I just got back from JavaOne in San Francisco this weekend. My humble opinions on the conference are presented elsewhere in this issue of JDJ. As expected, one of the main themes of JavaOne this year was the J2EE platform and related technologies. Over the last two years, since Sun announced the three editions of the Java Platform, J2EE has come a long way.
The products offered by third-party vendors are mature - and a large part of the mundane development activities are abstracted from the programmer. With the Java Connector Architecture (JCA) specification around the corner, integration with Enterprise Information Sources (EIS) also becomes much clearer and more manageable.
Openness Has Its Advantages
J2EE is definitely more open than any of the other enterprise software platforms available in the industry. However, this openness also means that Sun, as the owner of the specifications, doesn't really provide the entire product suite needed to build the enterprise applications. In short, J2EE is basically a bunch of software specs and APIs. While this is a good thing, in that the specs and APIs are not owned by a single vendor (i.e., Sun), this does mean that application developers have to depend on infrastructure support from third-party vendors, such as IBM, BEA, ATG, as well as Sun.
Openness Is Costly
This in itself is not a bad thing. Open APIs and vendor neutrality are what we all look for as enterprise application developers. However, when you get around to designing the architecture for an enterprise application, there are several tools and products needed to create the building blocks for the application. For starters, in order to use the basic features of J2EE, you need a J2EE application server. Some folks would argue that applications built on JSPs and servlets only require a servlets engine. However, for true n-tier distributed applications, you need the EJB container. EJBs are the nexus of J2EE.
Even if you were developing applications in the pure Web paradigm using servlets and JSPs, if you wanted to save the costs associated with the complexities of development and maintenance of infrastructure services - such as threading and persistence - you would have to pick an industry-strength application server.
And the story doesn't stop here. For messaging, you have to pick a messaging provider, such as MQSeries or Tibco. For commerce services, you need a commerce server, such as the one offered by BEA, ATG, or Macromedia. For the complete application, you need to add a personalization server, a workflow environment, a security solution, and a service provider for enterprise connectivity. Add an IDE, designing tools, and administration to the mix, and you're looking at a pretty hefty sum for a basic application. This can run into thousands for pure development.
J2EE development is expensive. And, because of the complexity associated with the platform, so is the training. With new APIs emerging every month, and updated versions of the existing ones, training becomes a major issue. The problem associated with cost may have been dismissed during the boom times, but corporations are now questioning the viability of swallowing such costs in an economy trying to bounce back from a slump.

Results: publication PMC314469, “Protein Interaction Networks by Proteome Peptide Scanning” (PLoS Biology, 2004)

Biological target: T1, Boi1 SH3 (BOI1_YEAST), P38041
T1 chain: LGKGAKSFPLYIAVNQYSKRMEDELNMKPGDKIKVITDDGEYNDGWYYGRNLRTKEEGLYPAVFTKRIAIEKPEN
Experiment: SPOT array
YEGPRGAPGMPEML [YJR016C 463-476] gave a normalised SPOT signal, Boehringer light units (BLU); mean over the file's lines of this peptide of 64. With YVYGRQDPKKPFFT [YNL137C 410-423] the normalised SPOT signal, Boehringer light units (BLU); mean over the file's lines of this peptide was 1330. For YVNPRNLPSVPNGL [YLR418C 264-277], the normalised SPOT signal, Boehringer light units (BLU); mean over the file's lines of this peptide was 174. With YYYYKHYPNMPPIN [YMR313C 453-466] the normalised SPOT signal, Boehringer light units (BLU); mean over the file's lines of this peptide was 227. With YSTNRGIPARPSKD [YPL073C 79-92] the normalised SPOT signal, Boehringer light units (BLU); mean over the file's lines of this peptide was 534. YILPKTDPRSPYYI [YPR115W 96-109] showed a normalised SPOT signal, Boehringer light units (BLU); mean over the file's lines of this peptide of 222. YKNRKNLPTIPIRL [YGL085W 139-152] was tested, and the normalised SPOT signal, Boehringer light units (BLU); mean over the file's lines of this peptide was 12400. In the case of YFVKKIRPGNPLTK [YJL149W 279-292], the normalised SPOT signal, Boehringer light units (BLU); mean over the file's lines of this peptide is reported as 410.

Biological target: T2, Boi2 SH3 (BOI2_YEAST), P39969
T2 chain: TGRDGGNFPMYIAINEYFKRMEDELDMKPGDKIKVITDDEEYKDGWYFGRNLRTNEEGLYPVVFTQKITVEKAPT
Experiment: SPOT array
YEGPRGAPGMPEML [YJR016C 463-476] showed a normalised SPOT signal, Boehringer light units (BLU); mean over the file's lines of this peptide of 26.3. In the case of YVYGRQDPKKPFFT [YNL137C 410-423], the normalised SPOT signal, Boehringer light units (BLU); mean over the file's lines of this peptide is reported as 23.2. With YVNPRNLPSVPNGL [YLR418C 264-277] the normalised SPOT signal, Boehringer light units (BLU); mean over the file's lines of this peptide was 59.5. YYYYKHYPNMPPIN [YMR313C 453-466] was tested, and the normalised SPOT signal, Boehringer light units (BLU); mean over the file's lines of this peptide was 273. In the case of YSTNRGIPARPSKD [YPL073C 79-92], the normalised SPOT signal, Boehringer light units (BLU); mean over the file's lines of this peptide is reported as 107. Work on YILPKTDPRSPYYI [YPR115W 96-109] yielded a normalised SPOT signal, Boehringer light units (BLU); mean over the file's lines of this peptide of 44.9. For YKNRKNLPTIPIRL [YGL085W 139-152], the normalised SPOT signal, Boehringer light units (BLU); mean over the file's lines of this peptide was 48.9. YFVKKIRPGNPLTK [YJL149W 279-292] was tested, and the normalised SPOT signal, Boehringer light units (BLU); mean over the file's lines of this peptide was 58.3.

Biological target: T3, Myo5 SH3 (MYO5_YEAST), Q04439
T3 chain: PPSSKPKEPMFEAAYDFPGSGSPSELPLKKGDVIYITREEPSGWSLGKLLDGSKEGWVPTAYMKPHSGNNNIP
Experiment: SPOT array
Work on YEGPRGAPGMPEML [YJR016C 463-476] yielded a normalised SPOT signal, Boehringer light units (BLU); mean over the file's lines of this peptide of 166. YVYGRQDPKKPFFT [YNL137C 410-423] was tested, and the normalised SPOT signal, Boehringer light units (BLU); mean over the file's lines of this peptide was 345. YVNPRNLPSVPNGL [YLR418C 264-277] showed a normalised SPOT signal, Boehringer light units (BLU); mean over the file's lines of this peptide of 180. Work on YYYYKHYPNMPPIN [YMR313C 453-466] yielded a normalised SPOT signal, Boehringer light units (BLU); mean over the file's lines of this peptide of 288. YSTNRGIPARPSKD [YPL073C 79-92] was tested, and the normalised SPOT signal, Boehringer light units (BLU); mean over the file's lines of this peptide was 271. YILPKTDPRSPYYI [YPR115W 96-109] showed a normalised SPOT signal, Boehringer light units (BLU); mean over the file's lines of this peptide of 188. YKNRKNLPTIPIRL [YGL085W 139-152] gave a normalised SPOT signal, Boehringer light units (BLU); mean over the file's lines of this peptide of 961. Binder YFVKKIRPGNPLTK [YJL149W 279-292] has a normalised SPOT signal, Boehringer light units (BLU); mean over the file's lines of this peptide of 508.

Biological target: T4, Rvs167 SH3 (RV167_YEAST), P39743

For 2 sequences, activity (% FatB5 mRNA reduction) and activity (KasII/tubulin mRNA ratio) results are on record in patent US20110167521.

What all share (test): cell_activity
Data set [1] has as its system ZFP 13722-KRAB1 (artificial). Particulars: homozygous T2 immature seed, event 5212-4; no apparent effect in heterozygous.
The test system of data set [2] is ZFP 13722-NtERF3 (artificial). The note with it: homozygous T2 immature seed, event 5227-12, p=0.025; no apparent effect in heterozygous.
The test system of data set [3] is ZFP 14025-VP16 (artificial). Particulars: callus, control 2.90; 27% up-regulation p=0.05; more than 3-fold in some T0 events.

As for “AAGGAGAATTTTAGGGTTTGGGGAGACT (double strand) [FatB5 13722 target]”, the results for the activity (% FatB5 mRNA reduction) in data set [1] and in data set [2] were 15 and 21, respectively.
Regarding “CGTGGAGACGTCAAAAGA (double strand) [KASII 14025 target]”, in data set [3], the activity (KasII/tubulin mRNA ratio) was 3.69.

In Search of Less Expensive Solutions
Although Microsoft technologies offer a less expensive solution, the openness and enterprise-presence of these technologies has yet to be proven. An alternative for companies is to consider cheaper solutions in the Java world. Open source products - such as Enhydra from Lutris and Jserv from Apache - are equally high-quality products. And all applications may not require the degree of scalability, performance, and robustness that vendors like BEA, iPlanet, and WebSphere tout with their product suites; however, when choosing the vendor, you need to look at their financial status. You don't want to be stuck with an unsupported product or one that gets tagged with a high sticker price because the vendor got bought out.
A colleague of mine mentioned that he heard from one of the product managers at a leading application server vendor that the vendor was considering bundling the application server products with their hardware and selling this as a package. This will certainly bring costs down. Plus the costs and effort associated with training, installation, administration, and maintenance of these products will be reduced considerably. But, in that case, you lose the benefits of vendor neutrality. You are back to the issue associated with buying a Windows PC with IE bundled in the package.
Consider the Costs and Trade-offs
My intention here is not to discourage you from developing applications on J2EE. I architect solutions on J2EE and I think it is one of the best choices available for enterprise development. Java is a great platform and J2EE has matured rapidly as an environment for developing enterprise applications. I just want to encourage you to think carefully about costs and trade-offs associated with J2EE-based development.
The best approach is to build incrementally as opposed to offering a solution that tries to solve world hunger.
Ajit Sagar is the J2EE editor of JDJ, and the founding editor and editor-in-chief of XML-Journal. A lead architect with VerticalNet Solutions, based in San Francisco, he's well versed in Java, Web, and XML technologies. [email protected]